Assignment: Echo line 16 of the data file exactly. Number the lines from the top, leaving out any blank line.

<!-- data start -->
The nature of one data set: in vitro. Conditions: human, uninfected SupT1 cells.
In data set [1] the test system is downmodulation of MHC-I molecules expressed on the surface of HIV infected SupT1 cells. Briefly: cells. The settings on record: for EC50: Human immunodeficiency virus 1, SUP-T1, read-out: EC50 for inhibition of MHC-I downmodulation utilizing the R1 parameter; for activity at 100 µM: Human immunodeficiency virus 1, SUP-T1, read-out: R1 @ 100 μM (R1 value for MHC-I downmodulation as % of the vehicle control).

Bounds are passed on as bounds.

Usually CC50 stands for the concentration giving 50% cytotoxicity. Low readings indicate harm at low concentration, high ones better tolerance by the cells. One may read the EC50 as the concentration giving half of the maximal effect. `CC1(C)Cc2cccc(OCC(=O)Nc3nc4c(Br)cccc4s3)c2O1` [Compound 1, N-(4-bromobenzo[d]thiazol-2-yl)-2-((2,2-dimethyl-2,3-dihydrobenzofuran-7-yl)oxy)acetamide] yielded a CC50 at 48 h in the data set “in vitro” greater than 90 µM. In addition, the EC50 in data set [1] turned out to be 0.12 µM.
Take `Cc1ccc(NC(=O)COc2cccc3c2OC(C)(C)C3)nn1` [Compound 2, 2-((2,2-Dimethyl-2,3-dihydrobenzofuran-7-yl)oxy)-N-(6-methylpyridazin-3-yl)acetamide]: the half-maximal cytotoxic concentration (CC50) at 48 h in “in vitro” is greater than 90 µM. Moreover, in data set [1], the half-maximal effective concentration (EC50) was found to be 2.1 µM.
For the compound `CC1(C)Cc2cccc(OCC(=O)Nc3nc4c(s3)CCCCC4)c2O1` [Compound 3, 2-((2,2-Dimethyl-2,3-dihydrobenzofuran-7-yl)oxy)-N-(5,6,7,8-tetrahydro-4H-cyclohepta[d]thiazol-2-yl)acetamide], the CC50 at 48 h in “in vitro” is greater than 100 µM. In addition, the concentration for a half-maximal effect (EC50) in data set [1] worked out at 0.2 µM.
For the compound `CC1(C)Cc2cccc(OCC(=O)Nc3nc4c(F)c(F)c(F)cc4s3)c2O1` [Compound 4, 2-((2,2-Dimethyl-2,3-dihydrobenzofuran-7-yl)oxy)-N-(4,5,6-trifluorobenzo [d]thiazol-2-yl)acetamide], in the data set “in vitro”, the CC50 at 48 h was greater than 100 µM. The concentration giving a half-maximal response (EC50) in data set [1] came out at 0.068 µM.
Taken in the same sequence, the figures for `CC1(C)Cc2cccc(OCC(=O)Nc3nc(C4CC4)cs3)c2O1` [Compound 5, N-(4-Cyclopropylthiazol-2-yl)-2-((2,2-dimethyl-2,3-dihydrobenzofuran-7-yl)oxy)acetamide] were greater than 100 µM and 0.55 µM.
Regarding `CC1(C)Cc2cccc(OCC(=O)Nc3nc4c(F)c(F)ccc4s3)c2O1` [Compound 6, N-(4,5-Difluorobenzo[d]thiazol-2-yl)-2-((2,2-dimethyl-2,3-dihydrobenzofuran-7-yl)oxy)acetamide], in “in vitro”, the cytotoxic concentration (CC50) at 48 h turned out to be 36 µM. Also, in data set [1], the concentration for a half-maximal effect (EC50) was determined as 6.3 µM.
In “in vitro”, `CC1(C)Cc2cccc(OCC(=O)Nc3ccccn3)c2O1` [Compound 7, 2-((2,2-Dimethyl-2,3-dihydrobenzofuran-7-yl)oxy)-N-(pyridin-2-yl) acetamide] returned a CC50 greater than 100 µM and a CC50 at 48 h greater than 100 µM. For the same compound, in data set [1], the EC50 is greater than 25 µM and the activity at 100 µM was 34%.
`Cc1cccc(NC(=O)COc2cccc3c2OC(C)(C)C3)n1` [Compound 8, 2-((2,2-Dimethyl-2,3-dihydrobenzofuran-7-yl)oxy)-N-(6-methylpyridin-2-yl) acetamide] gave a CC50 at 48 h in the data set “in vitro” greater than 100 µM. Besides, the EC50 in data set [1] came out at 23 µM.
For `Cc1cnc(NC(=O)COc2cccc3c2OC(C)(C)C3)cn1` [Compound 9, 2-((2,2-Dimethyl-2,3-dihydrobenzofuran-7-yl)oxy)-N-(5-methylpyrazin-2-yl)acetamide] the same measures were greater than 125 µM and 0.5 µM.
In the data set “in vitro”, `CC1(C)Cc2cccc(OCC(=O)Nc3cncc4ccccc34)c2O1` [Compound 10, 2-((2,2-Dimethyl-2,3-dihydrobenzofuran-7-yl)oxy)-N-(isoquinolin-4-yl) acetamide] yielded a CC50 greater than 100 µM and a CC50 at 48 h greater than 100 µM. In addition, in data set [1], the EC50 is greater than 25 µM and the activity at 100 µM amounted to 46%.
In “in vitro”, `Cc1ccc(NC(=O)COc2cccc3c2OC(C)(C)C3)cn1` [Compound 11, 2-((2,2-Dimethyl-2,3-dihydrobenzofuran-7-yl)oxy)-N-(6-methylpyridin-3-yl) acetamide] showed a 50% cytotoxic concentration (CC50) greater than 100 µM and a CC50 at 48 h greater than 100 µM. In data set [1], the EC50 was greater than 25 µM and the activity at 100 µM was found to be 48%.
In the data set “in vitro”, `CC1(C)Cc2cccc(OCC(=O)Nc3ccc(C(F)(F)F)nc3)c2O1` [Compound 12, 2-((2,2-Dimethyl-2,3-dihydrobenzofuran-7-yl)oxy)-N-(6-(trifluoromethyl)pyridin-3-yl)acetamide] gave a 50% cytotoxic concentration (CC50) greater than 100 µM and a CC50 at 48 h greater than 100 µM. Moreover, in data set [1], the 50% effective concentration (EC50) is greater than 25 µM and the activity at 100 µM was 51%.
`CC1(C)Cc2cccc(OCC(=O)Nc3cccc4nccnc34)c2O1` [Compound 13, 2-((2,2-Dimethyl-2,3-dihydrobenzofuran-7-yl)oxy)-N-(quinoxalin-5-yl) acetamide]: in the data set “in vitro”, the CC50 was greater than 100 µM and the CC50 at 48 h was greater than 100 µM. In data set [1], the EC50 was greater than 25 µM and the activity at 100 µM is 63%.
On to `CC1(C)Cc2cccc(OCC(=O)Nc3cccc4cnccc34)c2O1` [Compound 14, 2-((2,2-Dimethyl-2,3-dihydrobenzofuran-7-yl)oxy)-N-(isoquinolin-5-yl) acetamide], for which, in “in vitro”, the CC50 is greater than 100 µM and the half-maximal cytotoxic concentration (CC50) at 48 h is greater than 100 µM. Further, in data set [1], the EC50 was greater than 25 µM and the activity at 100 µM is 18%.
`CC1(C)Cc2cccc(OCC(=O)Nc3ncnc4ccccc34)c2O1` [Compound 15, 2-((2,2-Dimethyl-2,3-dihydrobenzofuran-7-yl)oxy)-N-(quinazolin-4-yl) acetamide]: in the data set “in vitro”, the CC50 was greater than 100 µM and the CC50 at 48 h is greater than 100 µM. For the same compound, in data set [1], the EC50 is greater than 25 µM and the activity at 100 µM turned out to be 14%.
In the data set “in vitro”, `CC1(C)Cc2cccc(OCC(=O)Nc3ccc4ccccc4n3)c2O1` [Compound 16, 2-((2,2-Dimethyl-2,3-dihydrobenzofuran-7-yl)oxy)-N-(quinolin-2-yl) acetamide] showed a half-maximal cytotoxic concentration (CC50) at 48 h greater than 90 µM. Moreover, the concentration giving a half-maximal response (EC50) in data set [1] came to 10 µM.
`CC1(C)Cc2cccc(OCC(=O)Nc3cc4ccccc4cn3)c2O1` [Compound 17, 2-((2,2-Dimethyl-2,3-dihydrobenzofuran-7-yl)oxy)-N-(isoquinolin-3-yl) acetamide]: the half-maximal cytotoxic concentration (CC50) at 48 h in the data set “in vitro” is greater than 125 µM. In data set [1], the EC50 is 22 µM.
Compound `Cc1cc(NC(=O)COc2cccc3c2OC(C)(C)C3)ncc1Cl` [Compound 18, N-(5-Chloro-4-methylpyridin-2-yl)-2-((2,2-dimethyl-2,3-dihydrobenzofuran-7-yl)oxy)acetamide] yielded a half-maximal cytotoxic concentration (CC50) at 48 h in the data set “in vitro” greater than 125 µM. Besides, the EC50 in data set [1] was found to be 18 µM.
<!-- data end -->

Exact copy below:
`CC1(C)Cc2cccc(OCC(=O)Nc3cccc4nccnc34)c2O1` [Compound 13, 2-((2,2-Dimethyl-2,3-dihydrobenzofuran-7-yl)oxy)-N-(quinoxalin-5-yl) acetamide]: in the data set “in vitro”, the CC50 was greater than 100 µM and the CC50 at 48 h was greater than 100 µM. In data set [1], the EC50 was greater than 25 µM and the activity at 100 µM is 63%.